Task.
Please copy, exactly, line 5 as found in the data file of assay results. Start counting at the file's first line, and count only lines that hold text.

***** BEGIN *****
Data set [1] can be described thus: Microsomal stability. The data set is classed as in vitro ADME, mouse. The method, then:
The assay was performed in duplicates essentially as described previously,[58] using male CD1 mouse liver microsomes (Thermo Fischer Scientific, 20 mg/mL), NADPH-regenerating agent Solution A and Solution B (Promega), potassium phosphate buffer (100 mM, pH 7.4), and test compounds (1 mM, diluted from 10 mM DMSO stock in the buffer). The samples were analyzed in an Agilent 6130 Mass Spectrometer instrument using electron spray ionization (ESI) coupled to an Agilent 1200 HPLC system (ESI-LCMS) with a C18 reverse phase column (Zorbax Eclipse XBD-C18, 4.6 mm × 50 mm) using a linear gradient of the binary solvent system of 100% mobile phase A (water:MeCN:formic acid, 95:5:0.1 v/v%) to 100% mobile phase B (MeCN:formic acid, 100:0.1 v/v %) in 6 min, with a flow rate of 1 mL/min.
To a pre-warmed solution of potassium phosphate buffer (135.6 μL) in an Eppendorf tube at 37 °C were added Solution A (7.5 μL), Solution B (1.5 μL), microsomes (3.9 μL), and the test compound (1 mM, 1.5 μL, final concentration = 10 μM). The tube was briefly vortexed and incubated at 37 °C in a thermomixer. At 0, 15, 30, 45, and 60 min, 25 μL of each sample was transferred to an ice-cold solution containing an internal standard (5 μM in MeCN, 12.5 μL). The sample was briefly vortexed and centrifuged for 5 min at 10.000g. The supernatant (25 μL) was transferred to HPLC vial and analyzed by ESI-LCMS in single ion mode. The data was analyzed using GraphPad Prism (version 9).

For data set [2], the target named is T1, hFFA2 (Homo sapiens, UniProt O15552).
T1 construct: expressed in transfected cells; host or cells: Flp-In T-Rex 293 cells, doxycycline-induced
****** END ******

T1 construct: expressed in transfected cells; host or cells: Flp-In T-Rex 293 cells, doxycycline-induced